Portuguese Football closer to the Big Five

by ScoreBossTeam on Mar 29, 2022 10:28 am

Football ball above the Portugal flag

For some years, Portuguese clubs, the Portuguese national team, and Cristiano Ronaldo of course, have been giving pleasure to football fans. With solid results and often spectacular play, Portuguese football is increasingly asserting itself at European level. To the point of now making almost equal play with the 5 countries (England, Spain, Germany, Italy, France) which dominate the continent. Here is an overview of the many assets of Portuguese football, in club as in selection.

2022: Portuguese year?

Each country has its words that are difficult to translate into another language. For the Portuguese, it is the term Saudade, a complex feeling mixing nostalgia, melancholy, hope and desire for elsewhere. Well, for this 2021/2022 football season, we can leave the saudade in the locker room! Portuguese football is doing well, with convincing sporting results and a controlled financial situation.

This spring, Portugal placed two clubs in the quarter-finals of European competitions. This is Braga, a handsome winner of Monaco in the round of 16 of the Europa League. And especially Benfica Lisbon, author of a remarkable Champions League campaign. Benfica first took second place in their group at the expense of FC Barcelona. And they have just eliminated Ajax Amsterdam and their beautiful football, to afford a gala quarter-final against Liverpool.

To top it all off, Portugal are still in the running for the 2022 World Cup. Threatened with early elimination, Cristiano Ronaldo and his teammates have won against Turkey in the semi-finals of the play-offs. The surprise defeat of Italy against North Macedonia opened the doors wide for them to validate their place in the World Cup against the Macedonians. We should therefore find very ambitious Portuguese at the end of the year in Qatar.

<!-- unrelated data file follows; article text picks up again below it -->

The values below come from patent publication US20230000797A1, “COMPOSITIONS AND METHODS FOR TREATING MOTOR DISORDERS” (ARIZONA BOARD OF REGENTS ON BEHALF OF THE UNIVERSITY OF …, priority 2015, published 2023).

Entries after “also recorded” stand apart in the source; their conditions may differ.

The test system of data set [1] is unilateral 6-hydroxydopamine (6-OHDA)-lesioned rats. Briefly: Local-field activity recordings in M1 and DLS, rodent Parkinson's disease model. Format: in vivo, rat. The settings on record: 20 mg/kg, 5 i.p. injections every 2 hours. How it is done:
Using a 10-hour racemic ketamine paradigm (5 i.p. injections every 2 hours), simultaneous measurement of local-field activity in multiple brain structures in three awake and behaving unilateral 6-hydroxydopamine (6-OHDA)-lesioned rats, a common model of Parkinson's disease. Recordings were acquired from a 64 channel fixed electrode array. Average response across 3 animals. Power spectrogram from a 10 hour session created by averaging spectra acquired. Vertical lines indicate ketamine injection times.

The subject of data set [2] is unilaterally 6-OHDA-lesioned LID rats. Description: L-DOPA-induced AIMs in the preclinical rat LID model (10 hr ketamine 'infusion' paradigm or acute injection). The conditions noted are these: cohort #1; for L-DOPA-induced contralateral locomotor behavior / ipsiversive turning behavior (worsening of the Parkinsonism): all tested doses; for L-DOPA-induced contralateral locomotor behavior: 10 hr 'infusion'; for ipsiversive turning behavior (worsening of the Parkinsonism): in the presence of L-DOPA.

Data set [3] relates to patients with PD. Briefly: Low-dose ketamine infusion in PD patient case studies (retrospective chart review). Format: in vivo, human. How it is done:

A suspenseful end to the Primeira Liga season

In the Primeira Liga, Portugal's national league, fans of FC Porto and Sporting Portugal have extra reason to celebrate, with both clubs emerging as favorites for the final title this season, with Porto having a 6-point advantage. Benfica are third, 12 points behind. Two big shocks can however reverse the odds before the final gong of the season.

First, on April 17, the Lisbon derby will see Benfica host Sporting. A timely match since this month, our April 2022 Bettor Undisputed challenge follows all Primeira Liga matches. Perfect for showing off your talent as a Portuguese football tipster! Finally, Porto will travel to Benfica for the penultimate day of the championship. The Dragões (dragons), should be careful not to lose too many points en route.

For your predictions on the winner of the Primeira Liga 2021-2022 edition, advantage Porto, therefore. As for the goalscorers, the title of top scorer should not escape Benfica's new star, the Uruguayan Darwin Núñez. He has really exploded this season and is sailing far ahead of the competition, with 20 goals already. Tipsters will quickly agree on the title of best passer too, since the experienced right midfielder of Benfica, Rafa Silva, leads the contest with a large margin, and already 15 assists.

A very attractive championship

This good year of Portuguese football does not happen by chance. Of course, the rise of a player as unique as Cristiano Ronaldo has inspired and invigorated the entire country. But CR7 alone does not explain everything. Since the early 2000s, the economic and sports development strategies put in place have paid off. The Portuguese league stands out in several ways:

  • Decentralization of TV rights. Unlike other European championships, TV rights are negotiated club by club in Portugal. This somewhat anachronistic practice will end in 2028. However, it has helped to maximize the revenues of the biggest Portuguese clubs, and therefore to preserve their competitiveness on the continental scene.